In an attempt to verify what we all knew, I watched “Are You There, Chelsea?” Twice. But on both occasions, my mind drifted. It says something about how terrible a show is when foul-mouthed women talking about sex, a motorcycle-riding midget, Lenny Clarke, and a B-plot about a ginger guy with overgrown pubic hair can’t hold my attention (the laugh track didn’t help). I might have felt compelled to write a scathing review of the show myself if it had managed engage me long enough to get worked up over it. But you can’t just say “vodka” and “chlamydia” and “pubic hair” and expect those words to be funny without providing context for the jokes and characters with whom we can identify. “Are You There, Chelsea?” is not a show as much as its just bad actors uttering provocative words that fail to provoke.
Worse still, the ratings for both “Whitney” and “Are You There, Chelsea?” weren’t terrible; in fact, for NBC, they were down right encouraging, which could mean we don’t get “Community” back for a while. Hopefully, however, it was just morbid curiosity that compelled over 6 million people to watch “Chelsea” (compared to the 4 million that watch “Community” on Thursdays), and they won’t be returning next week. I don’t know why anyone would want to watch again. The show was dreadful, as these seven critical responses can attest:
“The debut of NBC’s new Wednesday lineup featured an uninterrupted jag of jerk-off jokes, set pieces about ungroomed pubic hair, and an entire b-plot devoted to the misadventures of an adult woman unable to defecate in the same apartment as her fiancé … Pairing [“Whitney” and “Are You There, Chelsea?” is like spiking lemon juice with vinegar, and the scheduling only makes the insult worse: no matter their morals, no family should be forced to endure television this bad. — Andy Greenwald, Grantland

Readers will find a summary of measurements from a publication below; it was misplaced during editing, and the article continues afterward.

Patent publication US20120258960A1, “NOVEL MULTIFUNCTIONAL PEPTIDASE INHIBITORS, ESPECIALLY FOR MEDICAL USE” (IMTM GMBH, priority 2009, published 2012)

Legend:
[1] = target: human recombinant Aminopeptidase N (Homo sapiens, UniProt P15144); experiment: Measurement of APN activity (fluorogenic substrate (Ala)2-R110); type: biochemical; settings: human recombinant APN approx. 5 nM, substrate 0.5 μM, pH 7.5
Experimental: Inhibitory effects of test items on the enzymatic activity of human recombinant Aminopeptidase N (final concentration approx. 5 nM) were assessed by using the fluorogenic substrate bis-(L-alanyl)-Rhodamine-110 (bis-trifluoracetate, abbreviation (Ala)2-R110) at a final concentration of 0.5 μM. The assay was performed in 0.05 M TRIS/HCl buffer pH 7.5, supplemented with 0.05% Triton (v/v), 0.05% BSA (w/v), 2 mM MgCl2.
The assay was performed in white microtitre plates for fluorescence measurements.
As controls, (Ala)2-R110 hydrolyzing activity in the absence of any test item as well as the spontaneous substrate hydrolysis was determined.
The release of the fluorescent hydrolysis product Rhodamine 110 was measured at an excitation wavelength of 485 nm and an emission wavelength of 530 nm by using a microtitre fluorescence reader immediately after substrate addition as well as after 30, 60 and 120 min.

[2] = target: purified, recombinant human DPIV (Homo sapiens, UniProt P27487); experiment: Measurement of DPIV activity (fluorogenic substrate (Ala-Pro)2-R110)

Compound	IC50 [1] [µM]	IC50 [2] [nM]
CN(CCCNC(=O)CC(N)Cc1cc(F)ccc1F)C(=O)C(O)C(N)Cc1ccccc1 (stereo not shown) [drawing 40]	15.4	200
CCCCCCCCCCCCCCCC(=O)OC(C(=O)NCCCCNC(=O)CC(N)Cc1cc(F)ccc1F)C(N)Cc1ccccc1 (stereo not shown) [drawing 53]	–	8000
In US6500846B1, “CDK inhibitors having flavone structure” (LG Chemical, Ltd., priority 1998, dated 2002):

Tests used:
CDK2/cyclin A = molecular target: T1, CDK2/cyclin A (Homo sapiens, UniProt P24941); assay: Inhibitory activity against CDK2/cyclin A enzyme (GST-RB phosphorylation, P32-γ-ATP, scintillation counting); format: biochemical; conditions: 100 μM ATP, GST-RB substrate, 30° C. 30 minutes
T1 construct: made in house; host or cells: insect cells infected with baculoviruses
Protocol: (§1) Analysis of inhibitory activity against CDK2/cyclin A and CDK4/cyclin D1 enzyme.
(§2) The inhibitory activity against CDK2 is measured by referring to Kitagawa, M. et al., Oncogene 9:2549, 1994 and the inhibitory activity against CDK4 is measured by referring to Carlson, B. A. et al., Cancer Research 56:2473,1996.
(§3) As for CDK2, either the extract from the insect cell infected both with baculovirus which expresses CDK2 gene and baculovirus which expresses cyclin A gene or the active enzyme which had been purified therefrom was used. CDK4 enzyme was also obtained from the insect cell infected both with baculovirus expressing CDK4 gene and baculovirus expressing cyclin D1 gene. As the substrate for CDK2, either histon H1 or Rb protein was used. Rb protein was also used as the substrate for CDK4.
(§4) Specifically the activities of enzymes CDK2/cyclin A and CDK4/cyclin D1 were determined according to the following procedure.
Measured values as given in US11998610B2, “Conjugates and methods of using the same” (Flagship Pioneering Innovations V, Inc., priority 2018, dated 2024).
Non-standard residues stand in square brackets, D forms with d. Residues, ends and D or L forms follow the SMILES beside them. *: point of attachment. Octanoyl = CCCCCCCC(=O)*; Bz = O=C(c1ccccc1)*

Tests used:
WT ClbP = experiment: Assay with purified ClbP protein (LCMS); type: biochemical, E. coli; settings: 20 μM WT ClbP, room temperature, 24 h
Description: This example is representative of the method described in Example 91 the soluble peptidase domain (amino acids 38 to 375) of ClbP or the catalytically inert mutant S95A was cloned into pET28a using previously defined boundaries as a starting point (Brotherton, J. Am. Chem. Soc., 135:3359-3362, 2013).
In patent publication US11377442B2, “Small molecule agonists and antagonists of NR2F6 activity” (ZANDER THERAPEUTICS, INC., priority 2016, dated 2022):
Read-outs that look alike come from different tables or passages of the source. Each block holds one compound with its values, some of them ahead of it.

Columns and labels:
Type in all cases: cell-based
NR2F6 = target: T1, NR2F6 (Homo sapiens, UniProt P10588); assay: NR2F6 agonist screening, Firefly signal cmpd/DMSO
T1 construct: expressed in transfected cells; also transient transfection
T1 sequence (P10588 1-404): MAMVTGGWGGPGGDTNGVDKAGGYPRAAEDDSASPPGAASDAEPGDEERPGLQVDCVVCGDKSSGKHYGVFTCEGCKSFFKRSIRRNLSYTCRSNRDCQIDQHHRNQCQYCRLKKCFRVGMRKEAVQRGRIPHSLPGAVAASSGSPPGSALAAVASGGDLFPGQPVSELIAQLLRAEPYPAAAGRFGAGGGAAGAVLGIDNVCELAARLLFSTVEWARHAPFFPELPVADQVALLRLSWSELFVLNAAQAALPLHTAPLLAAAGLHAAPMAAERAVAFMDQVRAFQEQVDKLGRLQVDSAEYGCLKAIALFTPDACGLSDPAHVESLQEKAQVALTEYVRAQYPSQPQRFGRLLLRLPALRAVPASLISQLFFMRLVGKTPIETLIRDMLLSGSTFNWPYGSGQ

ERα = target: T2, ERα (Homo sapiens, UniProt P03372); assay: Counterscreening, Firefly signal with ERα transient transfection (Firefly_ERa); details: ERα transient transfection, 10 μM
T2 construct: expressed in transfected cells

“If Are You There, Chelsea? were a song, it would probably be “Miracles” by Jefferson Starship—tiresome, lacking any sense of direction, and difficult to endure without a CamelBak full of absinthe. ” — Asawin Suebsaeng, Mother Jones
“The whole thing plays like somebody read one of Handler’s books and highlighted a bunch of stuff that just had to be in a TV show, without really considering if all of those things would work together in the same space. This leads to the curious sense that you’re being led on a tour of someone’s life, with a guide that’s occasionally appealing but is someone who you get the vague sense you’re supposed to like more than you do, just because of who she is.” — Todd VanDerWerff, The AV Club
“One thing that’s not confusing: “Are You There, Chelsea?” is terrible. Forget Handler’s weird on-camera presence (she says she’s too busy with her day job at E! for a full-time job) and the dumb name (which clearly arose out of someone at NBC being uncomfortable putting “vodka” in the title). This is a sitcom that is crude without being the least bit clever about it, and which doesn’t even have the guts to let its main character be as nasty as she clearly wants to be.” — Alan Sepinwall, Hitfix.com
“‘Are You There, Chelsea?’ is viable, just barely, as entertainment because it keeps things simple. If it had the slightest aspiration even to have an aspiration beyond stringing wisecracks on a loop of pure attitude, it would disappear. The show gets by as the vodka of television comedy. It aims to have no taste.” — Troy Patterson, Slate
Low-brow, raunchy, edgy, whatever you want to call it humor has its place and can be hilarious, and cheers to the crop of women, including Cummings and Handler, and their shows, including “Two Broke Girls,” for attempting to break down barriers concerning what women can do and say for a laugh. The problem is those laughs don’t come easily, if at all. As tricky as humor can be to define, I can’t suggest a surefire remedy for making shows such as “Are You There, Chelsea?” work. Perhaps if the focus rested on building actual stories with believable characters, not just fillers for vagina jokes. — Sarah Carlson, Pajiba
“This thing is bad, guys. Real bad. We’re sure there are lovely crew people and whoever else working on this show who deserve gainful employment, but this thing needs to be smothered with a pillow and thrown into a ditch, next to “How to Be a Gentleman” and hopefully soon “Work It” and “Whitney.” Goodbye, awful sitcoms that trade in tired old cliches and end up becoming gross and vaguely offensive in the process! We will not miss you.” — Richard Lawson, The Atlantic
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